Serena’s coach says ‘revolting’ that players can’t make a living

NEW YORK - Serena Williams’ coach Patrick Mouratoglou has called on tennis governing bodies to come together and devise a way of helping lower level professionals struggling financially due to the coronavirus shutdown. The tennis season was halted in early March due to the pandemic, leaving players in the lower tiers who solely depend on tournament winnings without the opportunity to earn a living. In a letter posted on Twitter and addressed to the tennis community, Mouratoglou said the current situation showed how “dysfunctional” the sport was. “Unlike basketball or football players, tennis players aren’t covered by fixed annual salaries. They’re independent contractors,” he said. “They’re paying for their travels. They’re paying fixed salaries to their coaching staffs, while their own salaries depend on the number of matches they win.” While tennis rewards top players handsomely those in the lower echelons often struggle to make ends meet. Mouratoglou, who started working with Williams in 2012 and has guided her to 10 of her 23 Grand Slam singles titles, said the top players deserved everything they earned. “However, I find it revolting that the 100th-best player of one of the most popular sports in the world – followed by an estimated one billion fans – is barely able to make a living out of it,” the Frenchman said.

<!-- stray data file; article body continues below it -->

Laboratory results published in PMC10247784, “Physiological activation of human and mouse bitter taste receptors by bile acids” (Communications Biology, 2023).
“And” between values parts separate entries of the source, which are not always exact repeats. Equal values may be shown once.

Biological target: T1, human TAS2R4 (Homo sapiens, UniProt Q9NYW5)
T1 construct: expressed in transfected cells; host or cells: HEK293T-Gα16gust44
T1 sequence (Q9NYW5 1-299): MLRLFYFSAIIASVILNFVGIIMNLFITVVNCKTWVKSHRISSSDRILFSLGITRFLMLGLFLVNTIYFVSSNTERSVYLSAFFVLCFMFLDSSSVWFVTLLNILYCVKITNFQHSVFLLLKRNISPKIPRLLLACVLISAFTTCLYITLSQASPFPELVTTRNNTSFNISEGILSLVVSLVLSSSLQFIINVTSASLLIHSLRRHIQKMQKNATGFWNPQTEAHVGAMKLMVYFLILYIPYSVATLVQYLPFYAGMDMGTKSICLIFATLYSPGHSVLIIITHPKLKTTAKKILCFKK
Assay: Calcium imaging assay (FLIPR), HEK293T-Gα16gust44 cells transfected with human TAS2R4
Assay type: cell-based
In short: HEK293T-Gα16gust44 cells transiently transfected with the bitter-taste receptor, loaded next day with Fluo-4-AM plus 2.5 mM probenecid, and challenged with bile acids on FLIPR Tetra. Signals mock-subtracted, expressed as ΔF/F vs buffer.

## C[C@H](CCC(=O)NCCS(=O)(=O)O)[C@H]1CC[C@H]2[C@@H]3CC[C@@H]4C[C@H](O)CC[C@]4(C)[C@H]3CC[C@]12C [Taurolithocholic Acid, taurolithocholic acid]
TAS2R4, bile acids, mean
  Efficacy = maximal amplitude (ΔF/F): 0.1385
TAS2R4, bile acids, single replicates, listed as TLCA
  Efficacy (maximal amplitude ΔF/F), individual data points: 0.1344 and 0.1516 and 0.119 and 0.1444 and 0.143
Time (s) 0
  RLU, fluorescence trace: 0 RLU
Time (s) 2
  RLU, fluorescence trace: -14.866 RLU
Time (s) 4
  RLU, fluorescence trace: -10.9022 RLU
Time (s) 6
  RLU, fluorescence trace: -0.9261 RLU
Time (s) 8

South Africa to put fitness clauses into player contracts

CAPE TOWN - Cricket South Africa (CSA) will introduce fitness clauses into player contracts in the future in a bid to set minimum standards for selection, national team coach Mark Boucher said on Wednesday. It follows a special fitness camp for four players held in January that cast their international futures in doubt, as well as fears that a strict 21-day lockdown in South Africa could leave a number of other players below the required standard. All-rounders Sisanda Magala and Jon-Jon Smuts, spinner Tabraiz Shamsi and fast bowler Lungi Ngidi were all placed in what was termed a special ‘high-performance fitness and conditioning camp’. With South Africa in lockdown due to the coronavirus outbreak, which has led to a clampdown on exercising outside the house, Boucher admits players will have to take responsibility for maintaining their fitness levels. “Guys need to keep up their fitness because we will be inserting new fitness clauses in contracts,” Boucher confirmed via an audio statement released by CSA. “In the recent past we have seen that players who are not fit enough don’t get selected. They are professionals and they need to do what they have to do.”